When Don Garber stood at the podium Wednesday at the Country Music Hall of Fame and said the words “Nashville will be Major League Soccer’s 24th team,” I won’t lie — I felt the feels. Hearing the fans chant and yell with unadulterated glee was nostalgic — bringing me back not only to the announcement Garber made for Atlanta back in 2014, but to my college days, when I lived in the Nashville area from 2009-2011.
These years living in Nashville was when I found my passion for soccer. I’d been a casual fan for many years prior, watching World Cups and racing home from high school to catch the big Champions League games. But I didn’t have a passion for the game like I do now. Nashville helped light that fire in me. Coincidentally, it was in Nashville where I developed a friend group that involved some collegiate players at the local university, which helped to pique my interest in soccer even further. But most importantly of all, Nashville gave me a field to play on. Actually, it was more than that — an entire soccer complex — and it wasn’t long after discovering the existence of this place that I’d find myself kicking the ball around between classes.
Oftentimes I had no one to join me. It’s hard to find people who want to go kick around at 2 p.m. on a Wednesday, so I’d go by myself. I had two balls, and I would literally just go and kick them around on one of the many empty fields. I’d try to hit the crossbar from midfield (the jogging was good exercise), I’d take penalties, I’d take free kicks, I’d shoot the ball off the dribble. I was basically playing FIFA arena mode IRL. And I loved it. I thought, “Wow, how am I able to have this much joy kicking the ball around by myself?”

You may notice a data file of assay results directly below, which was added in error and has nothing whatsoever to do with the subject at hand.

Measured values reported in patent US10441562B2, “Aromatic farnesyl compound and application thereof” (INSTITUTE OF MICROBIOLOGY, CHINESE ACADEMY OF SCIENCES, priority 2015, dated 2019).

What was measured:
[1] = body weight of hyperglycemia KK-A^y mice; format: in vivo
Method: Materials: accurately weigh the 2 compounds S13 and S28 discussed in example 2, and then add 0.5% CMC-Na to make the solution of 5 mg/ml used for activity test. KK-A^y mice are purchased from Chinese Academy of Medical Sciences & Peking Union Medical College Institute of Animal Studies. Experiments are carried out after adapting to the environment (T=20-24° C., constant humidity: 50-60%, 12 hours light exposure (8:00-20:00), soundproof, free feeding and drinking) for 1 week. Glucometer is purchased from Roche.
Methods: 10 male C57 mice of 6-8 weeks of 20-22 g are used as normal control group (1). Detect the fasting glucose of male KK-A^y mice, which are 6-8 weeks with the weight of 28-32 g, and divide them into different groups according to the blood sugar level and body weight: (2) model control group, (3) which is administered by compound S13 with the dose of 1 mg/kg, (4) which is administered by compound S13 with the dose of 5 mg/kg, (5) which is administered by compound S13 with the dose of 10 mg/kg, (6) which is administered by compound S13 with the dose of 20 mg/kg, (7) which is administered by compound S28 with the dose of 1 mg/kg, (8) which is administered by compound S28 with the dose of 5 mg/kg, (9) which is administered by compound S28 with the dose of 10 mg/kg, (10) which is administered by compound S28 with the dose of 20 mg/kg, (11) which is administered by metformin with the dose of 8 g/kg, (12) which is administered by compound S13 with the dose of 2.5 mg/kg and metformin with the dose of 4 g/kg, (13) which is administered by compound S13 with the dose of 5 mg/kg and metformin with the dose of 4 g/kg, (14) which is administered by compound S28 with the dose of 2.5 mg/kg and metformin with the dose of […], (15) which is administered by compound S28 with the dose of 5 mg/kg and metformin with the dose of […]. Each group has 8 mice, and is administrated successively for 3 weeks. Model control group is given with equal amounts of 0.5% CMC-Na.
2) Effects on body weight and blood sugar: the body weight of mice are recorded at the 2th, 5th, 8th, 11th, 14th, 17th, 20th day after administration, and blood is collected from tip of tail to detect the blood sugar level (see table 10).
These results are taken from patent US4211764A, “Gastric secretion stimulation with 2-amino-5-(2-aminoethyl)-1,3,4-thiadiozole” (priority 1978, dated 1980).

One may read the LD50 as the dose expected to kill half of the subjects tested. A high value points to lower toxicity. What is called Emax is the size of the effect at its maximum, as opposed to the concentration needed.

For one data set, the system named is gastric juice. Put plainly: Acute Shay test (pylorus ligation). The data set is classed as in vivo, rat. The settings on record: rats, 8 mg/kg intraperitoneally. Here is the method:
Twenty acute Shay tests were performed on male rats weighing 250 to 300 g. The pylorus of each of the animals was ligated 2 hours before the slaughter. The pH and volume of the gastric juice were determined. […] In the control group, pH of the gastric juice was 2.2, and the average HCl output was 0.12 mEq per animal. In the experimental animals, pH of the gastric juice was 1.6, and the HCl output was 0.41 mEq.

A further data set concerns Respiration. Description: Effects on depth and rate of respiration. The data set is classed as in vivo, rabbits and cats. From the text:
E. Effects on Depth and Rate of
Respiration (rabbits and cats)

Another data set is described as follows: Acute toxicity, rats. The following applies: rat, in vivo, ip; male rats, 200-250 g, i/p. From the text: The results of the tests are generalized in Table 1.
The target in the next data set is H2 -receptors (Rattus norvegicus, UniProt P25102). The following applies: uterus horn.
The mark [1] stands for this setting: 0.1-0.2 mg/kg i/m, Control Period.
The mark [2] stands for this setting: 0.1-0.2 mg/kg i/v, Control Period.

But another part of me wondered why I was out here by myself. Well, me and the grounds crew, who were out there every day on tractors cutting the grass. Obviously a complex like this is meant for higher-level, formally organized tournaments and events, but I was perplexed and a little saddened by the isolation of it all (this park is located in Murfeesboro, Tenn., just outside of Nashville). Why does this place even exist here? Who is paying for all this upkeep? Why did it require me randomly driving by this place to even know it existed? It was hard for me to reconcile these thoughts considering how much joy these simple fields and nets were bringing to my life. But I knew then that there was a subliminal soccer culture nebula that just needed the right mix of particles to set it into action.
Nashville was where I attended my first USMNT game. It’s where I watched the 2010 World Cup. It’s the place where I took my first beer shower following a goal. And it’s one of the places I got to see my favorite Premier League club, Tottenham Hotspur, as recently as this summer. Having been back in Atlanta for more than a handful of years, the trip back to Nashville this past summer to watch Tottenham play Manchester City was a real eye-opener for me. The place where soccer was once a budding flower had now exploded. The streets downtown were overrun with people donning kits from Premier League giants to La Liga, to MLS, to beer league teams. It was an unbelievable sight and a perfect reference point, even if purely anecdotal, for how much the sport has grown in Nashville and in the south.
Maybe I’m just being biased, but it’s hard to hate a place like Nashville. Walking down Broadway — the city’s main strip full of flashing lights, southern sounds and watering holes — is a unique experience and almost impossible to dislike. Of course, Nashville will be a “rival” due purely to geographical factors, but it will be a much different rivalry to the one Atlanta has with Orlando City. While Orlando is impossible to love, Nashville is impossible to hate. It’s the perfect weekend to load your friends into the car on a Friday afternoon, shoot up I-75 and I-24 to Nashville, and have a great weekend while getting a chance to do something you’re passionate about. What could be better than that?